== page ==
Ryse one of the few next-gen console games at E3 that actually looked next-gen, but the brief demo that I played yesterday has left me wondering if this Son of Rome is all looks and no substance.
A common conversation I had with a lot of my fellow E3 show-goers was about how the next gen doesn’t look very “next gen.” There were a handful of pretty games, sure, but most of the launch titles (especially the third party ones) for both the Xbox One and the Playstation 4 were barely indistinguishable from the 360, PS3, and Wii U games that were on display next to them. Obviously, developers are rushing to finish their games in time for the launch of the next gen systems, so they didn’t have time to fully tap the power of these new systems, but even with that in mind, there was still a definite lack of a visual “wow factor” to most of the playable Xbone and PS4 titles on the showfloor.
Ryse was not one of those games — this game definitely looks like something that could have only been made on one of the next-gen consoles (or a particularly powerful PC.) There are always dozens of characters on screen, all of whom animate fluidly and are incredibly detailed. There’s realistic reflections on the Roman’s polished armor, and flames cast impressive lighting effects on any objects around them. When Microsoft first showed Ryse off during their E3 press conference, I could hear some of the more cynical audience members behind me talk about how the footage had to be pre-rendered and that there was no way that the scenes in the trailer were from actual gameplay — well, turns out the Ryse reveal trailer was actual gameplay, because the playable demo I got to experience was basically identical to the footage Microsoft showed off.
Unfortunately, actually playing Ryse isn’t quite as impressive as watching Ryse: while the game visuals are as elaborate and impressive as a Roman palace, the gameplay is about as deep as the kids pool at a Roman bathhouse. Ryse is a brawler, but don’t expect that same level of combat depth that you’d see in a God of War game or something like Castlevania or Bayonetta — the fighting in Ryse is much, much simpler. X is your basic attack button, and after you hit any enemy a few times with some quick strikes, the camera zooms in close for a cinematic, quick-time-event based finishing move. Your execution moves are based on your timing during the QTE — press the button too early or too late and you’ll simply finish off your opponent with a simple stab or a boot to the head, but if you time it perfectly, your character will sweep his attacker off his feet and then cut him in half as he falls to the floor.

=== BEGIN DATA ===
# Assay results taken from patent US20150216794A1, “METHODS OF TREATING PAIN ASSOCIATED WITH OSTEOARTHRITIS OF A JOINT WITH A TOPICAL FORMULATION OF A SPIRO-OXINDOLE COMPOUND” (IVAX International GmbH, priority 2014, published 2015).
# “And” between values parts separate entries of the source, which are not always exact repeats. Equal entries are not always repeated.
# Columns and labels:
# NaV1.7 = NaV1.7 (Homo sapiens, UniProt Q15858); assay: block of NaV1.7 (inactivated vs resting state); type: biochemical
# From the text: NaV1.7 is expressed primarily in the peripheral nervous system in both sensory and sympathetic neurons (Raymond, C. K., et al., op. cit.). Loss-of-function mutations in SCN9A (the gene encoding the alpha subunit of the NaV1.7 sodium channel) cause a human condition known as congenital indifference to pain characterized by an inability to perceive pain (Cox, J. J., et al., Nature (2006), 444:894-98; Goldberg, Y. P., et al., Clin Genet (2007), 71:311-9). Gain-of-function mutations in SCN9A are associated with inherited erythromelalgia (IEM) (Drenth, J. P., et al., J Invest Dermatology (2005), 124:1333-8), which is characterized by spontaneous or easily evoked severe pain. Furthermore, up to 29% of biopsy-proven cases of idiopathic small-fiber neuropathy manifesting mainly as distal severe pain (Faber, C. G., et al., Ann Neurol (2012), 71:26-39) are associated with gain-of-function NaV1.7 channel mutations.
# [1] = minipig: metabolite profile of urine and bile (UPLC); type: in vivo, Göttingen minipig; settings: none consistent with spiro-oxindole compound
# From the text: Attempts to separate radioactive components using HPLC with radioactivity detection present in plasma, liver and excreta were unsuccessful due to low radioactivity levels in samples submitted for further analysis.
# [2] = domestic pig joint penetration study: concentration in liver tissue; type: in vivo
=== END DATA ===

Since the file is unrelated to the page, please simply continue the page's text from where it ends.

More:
Ryse’s other big feature is the lack of a block or quick dodge: instead, your character can do a quick shield bash with the A button that serves as a sort of parry. When your opponents attack you, can knock them off balance by timing the shield bash right: the better your timing, the longer enemies are stunned.
The timing aspects of Ryse’s QTE’s and parry moves are nice little touches, but they weren’t quite enough to compensate for how bland the combat was otherwise — every enemy in the demo could be defeated by following the same pattern: wait for them to attack, parry the blow, hit them with a few strikes of the X button, and then finish them off with a QTE. Again, Ryse was a lot of fun to watch, and even though the playable demo was pretty brief, I still found myself wishing that there was more to combat system by my second or third fight.
Of course, this is just an early demo, so there’s always the chance that Microsoft will add more to Ryse before its finish. Hopefully they do, because right now, the combat desperately needs something besides some fancy animations to keep it interesting in the long term — branching combo trees, different weapons, customizable fighting styles, anything really. As it stands now, Ryse is simple, arcadey fun, but it definitely has the potential to be so much more. At the very least, if you’re buying an Xbox One and want a game for it that actually shows off the power of your new system, Ryse looks like it’ll be the most technically advanced game at the Xbone’s launch.
While they couldn’t give me any specifics, members of the Ryse dev team at Microsoft’s booth did tell me that the final game will feature a multiplayer mode based around the Roman Colosseum. It’s currently unknown if the multiplayer will be players vs. enemy co-op or if it’ll be some kind of competitive mode.
Ryse is an Xbox One launch title and will be available alongside the system this November.